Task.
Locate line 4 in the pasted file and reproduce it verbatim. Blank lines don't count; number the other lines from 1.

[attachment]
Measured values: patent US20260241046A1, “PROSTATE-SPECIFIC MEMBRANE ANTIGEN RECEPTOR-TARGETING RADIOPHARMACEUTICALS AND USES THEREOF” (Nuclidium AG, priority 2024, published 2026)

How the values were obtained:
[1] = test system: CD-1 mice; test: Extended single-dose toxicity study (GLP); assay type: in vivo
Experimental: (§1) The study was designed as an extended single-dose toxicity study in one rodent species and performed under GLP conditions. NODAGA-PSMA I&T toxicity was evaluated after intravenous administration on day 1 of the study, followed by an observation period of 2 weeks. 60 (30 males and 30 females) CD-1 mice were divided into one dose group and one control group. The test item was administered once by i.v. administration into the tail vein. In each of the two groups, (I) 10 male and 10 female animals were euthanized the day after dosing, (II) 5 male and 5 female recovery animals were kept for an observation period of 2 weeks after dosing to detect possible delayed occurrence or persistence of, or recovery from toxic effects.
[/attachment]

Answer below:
Experimental: (§1) The study was designed as an extended single-dose toxicity study in one rodent species and performed under GLP conditions. NODAGA-PSMA I&T toxicity was evaluated after intravenous administration on day 1 of the study, followed by an observation period of 2 weeks. 60 (30 males and 30 females) CD-1 mice were divided into one dose group and one control group. The test item was administered once by i.v. administration into the tail vein. In each of the two groups, (I) 10 male and 10 female animals were euthanized the day after dosing, (II) 5 male and 5 female recovery animals were kept for an observation period of 2 weeks after dosing to detect possible delayed occurrence or persistence of, or recovery from toxic effects.